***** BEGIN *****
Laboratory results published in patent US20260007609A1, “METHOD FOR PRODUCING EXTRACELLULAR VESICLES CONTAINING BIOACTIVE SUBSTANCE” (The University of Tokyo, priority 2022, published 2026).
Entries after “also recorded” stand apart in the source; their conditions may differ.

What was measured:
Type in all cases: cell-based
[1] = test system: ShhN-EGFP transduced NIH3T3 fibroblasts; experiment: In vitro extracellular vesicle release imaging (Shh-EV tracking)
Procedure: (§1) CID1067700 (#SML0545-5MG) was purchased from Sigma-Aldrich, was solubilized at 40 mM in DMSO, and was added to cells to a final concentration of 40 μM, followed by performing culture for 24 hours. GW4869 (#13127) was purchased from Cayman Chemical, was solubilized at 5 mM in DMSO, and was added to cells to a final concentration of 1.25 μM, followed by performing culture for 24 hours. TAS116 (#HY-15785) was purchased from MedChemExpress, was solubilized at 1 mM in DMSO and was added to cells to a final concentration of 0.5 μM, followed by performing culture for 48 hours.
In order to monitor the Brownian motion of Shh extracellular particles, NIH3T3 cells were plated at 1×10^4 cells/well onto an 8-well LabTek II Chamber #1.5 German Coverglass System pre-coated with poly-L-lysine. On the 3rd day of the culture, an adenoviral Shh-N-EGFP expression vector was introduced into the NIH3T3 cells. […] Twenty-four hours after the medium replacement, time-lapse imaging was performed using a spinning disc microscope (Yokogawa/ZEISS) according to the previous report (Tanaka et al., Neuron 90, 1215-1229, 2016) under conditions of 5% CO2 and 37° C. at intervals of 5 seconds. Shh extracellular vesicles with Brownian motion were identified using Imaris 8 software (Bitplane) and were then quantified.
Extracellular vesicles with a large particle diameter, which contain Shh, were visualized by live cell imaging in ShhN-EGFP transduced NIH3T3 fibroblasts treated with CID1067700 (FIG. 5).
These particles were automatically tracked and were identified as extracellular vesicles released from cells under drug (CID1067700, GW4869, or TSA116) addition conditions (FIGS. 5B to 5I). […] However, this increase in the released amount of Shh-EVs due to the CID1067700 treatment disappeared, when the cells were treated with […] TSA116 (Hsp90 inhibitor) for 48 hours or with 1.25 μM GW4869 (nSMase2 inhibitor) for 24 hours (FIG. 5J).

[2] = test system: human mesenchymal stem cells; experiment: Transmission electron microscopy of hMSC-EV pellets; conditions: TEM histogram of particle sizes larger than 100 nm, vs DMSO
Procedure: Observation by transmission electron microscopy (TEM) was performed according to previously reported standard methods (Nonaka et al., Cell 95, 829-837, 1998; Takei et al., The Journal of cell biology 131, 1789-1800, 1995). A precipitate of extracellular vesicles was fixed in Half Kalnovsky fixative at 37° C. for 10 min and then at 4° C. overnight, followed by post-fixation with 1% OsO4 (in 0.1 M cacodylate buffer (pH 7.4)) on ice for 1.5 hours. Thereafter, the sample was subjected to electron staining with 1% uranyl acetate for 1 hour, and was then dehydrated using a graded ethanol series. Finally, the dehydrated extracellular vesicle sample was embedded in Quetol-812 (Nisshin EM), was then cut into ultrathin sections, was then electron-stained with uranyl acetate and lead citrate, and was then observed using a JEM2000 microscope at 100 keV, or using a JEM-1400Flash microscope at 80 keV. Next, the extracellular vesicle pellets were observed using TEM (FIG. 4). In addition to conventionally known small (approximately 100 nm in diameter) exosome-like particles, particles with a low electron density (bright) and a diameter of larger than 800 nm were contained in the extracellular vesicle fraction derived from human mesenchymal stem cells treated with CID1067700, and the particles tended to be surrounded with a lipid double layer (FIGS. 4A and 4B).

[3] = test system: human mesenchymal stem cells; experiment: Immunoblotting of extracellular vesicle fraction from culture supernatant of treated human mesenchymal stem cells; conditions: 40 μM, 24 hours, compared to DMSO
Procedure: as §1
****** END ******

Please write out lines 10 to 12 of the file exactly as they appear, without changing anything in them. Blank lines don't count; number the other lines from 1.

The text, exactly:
[2] = test system: human mesenchymal stem cells; experiment: Transmission electron microscopy of hMSC-EV pellets; conditions: TEM histogram of particle sizes larger than 100 nm, vs DMSO
Procedure: Observation by transmission electron microscopy (TEM) was performed according to previously reported standard methods (Nonaka et al., Cell 95, 829-837, 1998; Takei et al., The Journal of cell biology 131, 1789-1800, 1995). A precipitate of extracellular vesicles was fixed in Half Kalnovsky fixative at 37° C. for 10 min and then at 4° C. overnight, followed by post-fixation with 1% OsO4 (in 0.1 M cacodylate buffer (pH 7.4)) on ice for 1.5 hours. Thereafter, the sample was subjected to electron staining with 1% uranyl acetate for 1 hour, and was then dehydrated using a graded ethanol series. Finally, the dehydrated extracellular vesicle sample was embedded in Quetol-812 (Nisshin EM), was then cut into ultrathin sections, was then electron-stained with uranyl acetate and lead citrate, and was then observed using a JEM2000 microscope at 100 keV, or using a JEM-1400Flash microscope at 80 keV. Next, the extracellular vesicle pellets were observed using TEM (FIG. 4). In addition to conventionally known small (approximately 100 nm in diameter) exosome-like particles, particles with a low electron density (bright) and a diameter of larger than 800 nm were contained in the extracellular vesicle fraction derived from human mesenchymal stem cells treated with CID1067700, and the particles tended to be surrounded with a lipid double layer (FIGS. 4A and 4B).

[3] = test system: human mesenchymal stem cells; experiment: Immunoblotting of extracellular vesicle fraction from culture supernatant of treated human mesenchymal stem cells; conditions: 40 μM, 24 hours, compared to DMSO